Speaking as one who supplied TNR with some of its makeweight copy under an assumed name, I can confidently assert that Ian Hamilton’s infectious dedication to an altruistic, non-commercial ideal of cultural duty never ceased to inspire the troops when they gathered in the Pillars of Hercules to be given their assignments. Bohemian virtue, however, was a vice when it came to bourgeois practicalities. ‘The New Review’s grant,’ says Hamilton in his preface to this anthology, ‘was the largest ever given to a magazine – a lot of people took offence at this – but was never large enough, alas, to safeguard the enterprise from penury.’ The sincerely-meant candour of this statement would have been more luminous if it could have found space to concede that a budget is something it is wiser to start out with, not be forced by circumstances to adopt piecemeal as you go along. The enterprise being in the hole from the start, lack of money, to adapt Dylan Thomas’s epigram, continued to pour in. A dearth of the ability to calculate meant that blows inflicted by reality were rarely interpreted as lessons: an ad for subscribers placed expensively in the Listener resulted in the enrolment of exactly one subscriber, but this harsh fact did little to dampen some confident talk among the staff of opening a wine bar to defray costs. The prospect of the ailing brewery organising its own piss-up as a fund-raiser did not reassure those of us who were already working a double shift.

Its atmosphere of fiscal unreality made the venture hard to defend with a whole heart when it was attacked. A sitting duck dolled up like a flamingo, it was attacked often, most tellingly on grounds of waste. It should be emphasised that TNR was a Stroheim movie only in the sense that the artists had taken over the accounts department. The total amount of money involved was peanuts – when Ian Hamilton so grippingly interviewed Calvino in a recent edition of BBC2’s Bookmark, the perhaps not entirely necessary scene-setting sequence on an Italian railway station must have cost more than TNR’s annual grant. But they were Arts Council peanuts. Grub Street journeymen who could point to no artistic achievement beyond a nose full of burst veins were able plausibly to complain about a waste of the taxpayer’s money. They were less plausible when they complained about weak material, but honest rebuttal had to encompass the realisation that the good things in the magazine might have been packed closer together if the demand for copy had been matched with more foresight to the possible supply. There is only so much good critical writing to be had – a fact of which Hamilton, with a long history of extracting articles deeply lodged in feverishly elusive contributors, was well aware going in.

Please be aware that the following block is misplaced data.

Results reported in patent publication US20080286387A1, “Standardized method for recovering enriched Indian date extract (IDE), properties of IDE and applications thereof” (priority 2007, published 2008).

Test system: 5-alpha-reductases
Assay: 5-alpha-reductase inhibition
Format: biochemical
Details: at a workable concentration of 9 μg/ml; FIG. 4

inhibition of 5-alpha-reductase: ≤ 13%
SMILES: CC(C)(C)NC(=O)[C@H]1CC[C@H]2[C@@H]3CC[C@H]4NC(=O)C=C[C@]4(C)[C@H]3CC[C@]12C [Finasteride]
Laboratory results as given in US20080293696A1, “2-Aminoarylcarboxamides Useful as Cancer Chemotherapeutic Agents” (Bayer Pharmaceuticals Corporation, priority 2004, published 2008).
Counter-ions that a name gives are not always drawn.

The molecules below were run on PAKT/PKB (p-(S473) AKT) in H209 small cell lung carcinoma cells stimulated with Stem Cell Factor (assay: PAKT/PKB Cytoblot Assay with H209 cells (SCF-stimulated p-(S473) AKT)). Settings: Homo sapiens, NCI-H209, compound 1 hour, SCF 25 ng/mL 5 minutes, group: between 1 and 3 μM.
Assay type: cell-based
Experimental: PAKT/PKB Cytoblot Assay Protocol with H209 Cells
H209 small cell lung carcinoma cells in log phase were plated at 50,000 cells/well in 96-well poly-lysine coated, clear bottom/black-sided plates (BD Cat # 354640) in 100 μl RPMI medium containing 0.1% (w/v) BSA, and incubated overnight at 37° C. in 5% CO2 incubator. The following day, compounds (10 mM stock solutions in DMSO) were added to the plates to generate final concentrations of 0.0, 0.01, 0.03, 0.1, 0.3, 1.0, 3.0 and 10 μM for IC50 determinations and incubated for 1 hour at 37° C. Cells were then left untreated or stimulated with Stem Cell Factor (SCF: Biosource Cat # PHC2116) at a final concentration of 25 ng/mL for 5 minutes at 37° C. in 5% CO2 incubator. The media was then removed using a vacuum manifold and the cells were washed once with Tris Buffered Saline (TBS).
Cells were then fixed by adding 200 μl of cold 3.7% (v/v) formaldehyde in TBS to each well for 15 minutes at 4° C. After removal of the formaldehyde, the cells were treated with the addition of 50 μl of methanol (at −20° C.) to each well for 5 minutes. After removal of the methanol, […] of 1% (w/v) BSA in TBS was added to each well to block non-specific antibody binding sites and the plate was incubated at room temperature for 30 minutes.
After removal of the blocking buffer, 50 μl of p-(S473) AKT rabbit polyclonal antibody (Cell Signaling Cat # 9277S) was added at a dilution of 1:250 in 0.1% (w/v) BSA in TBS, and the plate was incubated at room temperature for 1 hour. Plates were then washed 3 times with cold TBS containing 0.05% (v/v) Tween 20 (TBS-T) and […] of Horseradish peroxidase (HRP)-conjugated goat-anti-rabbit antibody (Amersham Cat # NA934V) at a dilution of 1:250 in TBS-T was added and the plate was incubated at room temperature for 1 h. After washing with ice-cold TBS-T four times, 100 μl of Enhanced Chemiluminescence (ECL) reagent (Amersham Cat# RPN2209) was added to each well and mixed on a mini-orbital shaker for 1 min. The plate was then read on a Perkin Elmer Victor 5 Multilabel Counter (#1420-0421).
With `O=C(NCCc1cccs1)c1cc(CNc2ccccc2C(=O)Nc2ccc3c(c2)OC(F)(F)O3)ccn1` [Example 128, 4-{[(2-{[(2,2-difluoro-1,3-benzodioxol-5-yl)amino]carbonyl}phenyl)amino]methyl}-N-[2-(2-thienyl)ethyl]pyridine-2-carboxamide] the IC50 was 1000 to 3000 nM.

Coming out, his innate sense of cogency reasserts itself. As the pall of dust dissipates around the crashed bandwagon, it becomes clear that TNR largely fulfilled its editorial aim of printing the extended critical pieces that the other literary papers would not commission even as disguised book reviews. The verse is of a high standard. We see poems that helped establish the reputations of James Fenton and Craig Raine; poems by Heaney and Lowell; and Peter Porter’s ‘An Australian Garden’, which counts among his best things. Of the short stories, ‘Solid Geometry’ is a reminder that TNR played host to Ian McEwan when he was still regarded as a fairly nerve-wracking guest. But the essays are the chief boast. Lowell’s piece on John Crowe Ransom was a much weighter contribution than some of his later poems, which Hamilton politely greeted without obvious signs of diminishing excitement when they arrived in Greek Street by the cartload. John Carey’s ‘Down with Dons’ is a locus classicus of the odium theologicum, boiling with the deep-down unreason which so often underlies, and possibly fuels, the ratiocinative dazzle of the star dons, but wonderfully entertaining in the texture of its prose. What makes Carey the most rewarding of the nutty professors is that he writes so well. He has wit, for example, where Professor Ricks can only pun.

Yet not even Professor Carey can do without a good editor. Ian Hamilton might not have actively interfered in the composition of ‘Down with Dons’ but his own example helped set the mark, as it did for every other contributor to TNR, the old Review and the TLS, when he was one of the assistant editors. Hamilton wields a meticulous blue pencil. When he goes through your typescript he gives you a free writing lesson. But he also gives you that when he writes. Of all the critics in his generation (there were stacks of them to start out with) none commands a prose so supple, pointed, acidly laconic. When TNR packed up he was free again to fulfil his best gift, and mellow for the experience. The excellent biography of Lowell duly followed. His ‘Diary’ contributions have been among the highlights of the LRB, which perhaps also benefited from the general lesson provided by TNR’s short career. In the music business the same general lesson is sweated down to one piece of advice: don’t give up your day job. A British critical review should be edited as a sideline and look austere. The culture demands it. But the culture also readily forgives a business failure. Artistic integrity is rightly valued above financial acumen, although it can’t hurt to point out that the first is not automatically acquired by despising the second.